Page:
A process for producing refrigeration or liquefaction at cryogenic temperatures usually involves ambient compression of a process fluid with heat rejection to a coolant. During the compression process, the enthalpy and entropy of the fluid are decreased. At the cryogenic temperature where heat is absorbed, the enthalpy and entropy are increased. The reduction in temperature of the process fluid is usually accomplished by heat exchange with a colder fluid and then followed by an expansion. This expansion may take place using either a throttling device (isenthalpic expansion) with only a reduction in temperature or a work-producing device (isentropic expansion) in which both temperature and enthalpy are decreased. Because of liquid withdrawal, a liquefaction system experiences an unbalanced flow in the heat exchanger while a refrigeration system with no liquid withdrawal system usually operates with a balanced flow in the heat exchanger, except where a portion of the flow is diverted through the work-producing expander.
Principles The performance of a real refrigerator is measured by the coefficient of performance, COP, defined as
Q heat removed at low temperature . .
W net work input
Another means of comparing the performance of a practical refrigerator is by the use of the figure of merit, FOM, defined as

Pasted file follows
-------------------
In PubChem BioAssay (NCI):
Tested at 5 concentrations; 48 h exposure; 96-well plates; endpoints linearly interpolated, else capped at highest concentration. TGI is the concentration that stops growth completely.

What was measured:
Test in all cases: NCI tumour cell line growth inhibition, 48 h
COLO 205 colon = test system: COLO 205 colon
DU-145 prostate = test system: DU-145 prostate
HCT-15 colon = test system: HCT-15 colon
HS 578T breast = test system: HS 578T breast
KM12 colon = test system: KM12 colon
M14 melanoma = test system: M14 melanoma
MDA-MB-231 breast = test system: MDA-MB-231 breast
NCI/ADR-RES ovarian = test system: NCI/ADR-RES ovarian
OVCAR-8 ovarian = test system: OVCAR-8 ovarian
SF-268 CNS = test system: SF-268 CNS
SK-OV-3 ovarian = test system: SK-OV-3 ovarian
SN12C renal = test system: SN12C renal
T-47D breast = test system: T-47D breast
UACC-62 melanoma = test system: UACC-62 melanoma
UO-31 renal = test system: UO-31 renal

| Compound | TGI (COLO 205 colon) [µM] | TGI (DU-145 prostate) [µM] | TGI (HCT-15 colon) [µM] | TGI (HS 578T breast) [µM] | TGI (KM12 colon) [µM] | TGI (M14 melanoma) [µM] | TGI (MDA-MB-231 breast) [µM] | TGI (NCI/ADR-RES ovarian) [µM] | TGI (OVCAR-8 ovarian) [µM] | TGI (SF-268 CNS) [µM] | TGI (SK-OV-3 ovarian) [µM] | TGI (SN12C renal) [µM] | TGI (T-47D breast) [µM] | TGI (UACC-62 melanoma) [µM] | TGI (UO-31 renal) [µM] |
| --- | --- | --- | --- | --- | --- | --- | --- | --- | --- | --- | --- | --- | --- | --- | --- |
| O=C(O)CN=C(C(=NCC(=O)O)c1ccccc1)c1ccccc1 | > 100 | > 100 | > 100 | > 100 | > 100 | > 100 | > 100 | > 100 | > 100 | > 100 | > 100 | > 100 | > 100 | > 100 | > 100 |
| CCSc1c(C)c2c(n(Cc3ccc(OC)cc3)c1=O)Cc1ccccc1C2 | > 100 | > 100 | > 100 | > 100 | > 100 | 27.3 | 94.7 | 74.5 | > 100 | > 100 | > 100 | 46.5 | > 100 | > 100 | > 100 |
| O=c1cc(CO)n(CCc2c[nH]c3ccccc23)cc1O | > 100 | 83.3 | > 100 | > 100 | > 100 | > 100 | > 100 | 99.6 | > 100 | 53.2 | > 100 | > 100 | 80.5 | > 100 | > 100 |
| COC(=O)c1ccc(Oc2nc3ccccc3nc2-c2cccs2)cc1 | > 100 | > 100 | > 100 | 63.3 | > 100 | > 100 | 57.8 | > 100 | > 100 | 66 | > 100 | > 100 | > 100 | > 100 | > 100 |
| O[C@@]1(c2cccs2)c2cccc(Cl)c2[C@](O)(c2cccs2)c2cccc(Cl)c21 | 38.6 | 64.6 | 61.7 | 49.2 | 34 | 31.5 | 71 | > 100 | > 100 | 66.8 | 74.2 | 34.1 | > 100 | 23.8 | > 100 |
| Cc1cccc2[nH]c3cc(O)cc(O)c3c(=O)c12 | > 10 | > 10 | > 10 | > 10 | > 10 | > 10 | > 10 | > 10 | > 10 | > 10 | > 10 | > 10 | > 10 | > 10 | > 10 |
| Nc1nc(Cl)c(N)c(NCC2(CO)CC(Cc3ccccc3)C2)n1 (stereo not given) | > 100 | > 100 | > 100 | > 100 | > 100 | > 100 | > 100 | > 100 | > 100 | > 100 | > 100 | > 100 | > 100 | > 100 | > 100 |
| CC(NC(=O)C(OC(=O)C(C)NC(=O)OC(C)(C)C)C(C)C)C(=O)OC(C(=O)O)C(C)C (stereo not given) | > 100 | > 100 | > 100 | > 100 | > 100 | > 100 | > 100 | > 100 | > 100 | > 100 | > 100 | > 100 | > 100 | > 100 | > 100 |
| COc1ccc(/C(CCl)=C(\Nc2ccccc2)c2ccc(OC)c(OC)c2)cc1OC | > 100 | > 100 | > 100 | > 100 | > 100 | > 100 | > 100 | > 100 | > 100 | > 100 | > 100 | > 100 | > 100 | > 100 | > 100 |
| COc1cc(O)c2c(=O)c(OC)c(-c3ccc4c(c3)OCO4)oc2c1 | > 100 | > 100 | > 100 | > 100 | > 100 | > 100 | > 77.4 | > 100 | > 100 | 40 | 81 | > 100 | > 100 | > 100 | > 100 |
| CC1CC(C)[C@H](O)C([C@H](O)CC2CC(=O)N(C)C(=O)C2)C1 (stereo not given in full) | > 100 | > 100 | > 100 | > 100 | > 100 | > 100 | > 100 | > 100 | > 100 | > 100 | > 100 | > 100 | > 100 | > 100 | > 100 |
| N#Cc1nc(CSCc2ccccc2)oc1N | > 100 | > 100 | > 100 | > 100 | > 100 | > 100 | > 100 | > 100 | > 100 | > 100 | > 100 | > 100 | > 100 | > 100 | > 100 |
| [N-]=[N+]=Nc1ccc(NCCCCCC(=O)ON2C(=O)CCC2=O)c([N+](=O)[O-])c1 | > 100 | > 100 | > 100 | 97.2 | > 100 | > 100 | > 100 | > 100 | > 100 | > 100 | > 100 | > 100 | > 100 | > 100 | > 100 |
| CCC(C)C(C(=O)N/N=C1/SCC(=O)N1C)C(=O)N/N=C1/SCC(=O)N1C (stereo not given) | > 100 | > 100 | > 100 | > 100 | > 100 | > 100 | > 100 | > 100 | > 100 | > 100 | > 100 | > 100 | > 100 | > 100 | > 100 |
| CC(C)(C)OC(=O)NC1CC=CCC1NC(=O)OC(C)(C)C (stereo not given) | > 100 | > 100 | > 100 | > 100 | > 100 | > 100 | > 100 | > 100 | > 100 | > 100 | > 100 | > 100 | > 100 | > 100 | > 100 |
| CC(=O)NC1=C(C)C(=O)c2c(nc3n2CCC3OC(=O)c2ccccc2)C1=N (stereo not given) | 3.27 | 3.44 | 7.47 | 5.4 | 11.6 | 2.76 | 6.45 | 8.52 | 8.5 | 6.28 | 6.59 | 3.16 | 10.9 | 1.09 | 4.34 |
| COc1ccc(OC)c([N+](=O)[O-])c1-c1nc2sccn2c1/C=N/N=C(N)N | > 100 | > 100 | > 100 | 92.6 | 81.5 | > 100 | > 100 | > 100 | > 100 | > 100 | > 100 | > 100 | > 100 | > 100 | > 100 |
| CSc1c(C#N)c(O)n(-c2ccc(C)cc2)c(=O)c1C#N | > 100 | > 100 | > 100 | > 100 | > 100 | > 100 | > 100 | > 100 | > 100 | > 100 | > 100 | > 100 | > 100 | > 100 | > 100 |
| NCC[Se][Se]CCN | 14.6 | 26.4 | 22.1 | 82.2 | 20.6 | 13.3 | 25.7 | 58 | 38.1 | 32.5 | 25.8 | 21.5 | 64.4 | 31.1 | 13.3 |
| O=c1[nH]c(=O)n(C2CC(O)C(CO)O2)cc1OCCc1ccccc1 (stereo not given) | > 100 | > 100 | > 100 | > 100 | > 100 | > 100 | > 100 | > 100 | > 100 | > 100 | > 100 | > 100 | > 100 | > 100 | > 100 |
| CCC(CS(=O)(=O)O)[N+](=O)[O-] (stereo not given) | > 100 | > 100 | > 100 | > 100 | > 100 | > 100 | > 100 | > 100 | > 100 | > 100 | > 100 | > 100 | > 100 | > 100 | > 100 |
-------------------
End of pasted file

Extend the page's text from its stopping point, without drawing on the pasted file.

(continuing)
where COP is the coefficient of performance of the actual refrigerator system and COR is the coefficient of performance for the thermody-namically ideal system. For a liquefier, the FOM is generally specified as
where Wt is the work of compression for the ideal cycle, W is the work of compression for the actual cycle, and irij is the mass rate liquefied in the ideal or actual cycle.
The methods of refrigeration and/or liquefaction generally used include (1) vaporization of a liquid, (2) application of the JouleThomson effect in a gas, producing engine. Normal commercial refrigeration generally is accomplished in a vapor-compression process. Temperatures to about 200 K can be obtained by cascading vapor-compression processes in which refrigeration is accomplished by liquid evaporation. Below this temperature, isenthalpic or isentropic expansions are generally used either singly or in combination. With few exceptions, refrigerators using these methods also absorb heat by vaporization of the liquid.
If refrigeration is to be accomplished at a temperature range where no suitable liquid exists to absorb heat by evaporation, then a cold gas must be available to absorb the heat. This is generally accomplished by using a work-producing expansion engine.
Expansion Types of Refrigerators A thermodynamic process
2T P2" Heat< exchanger*
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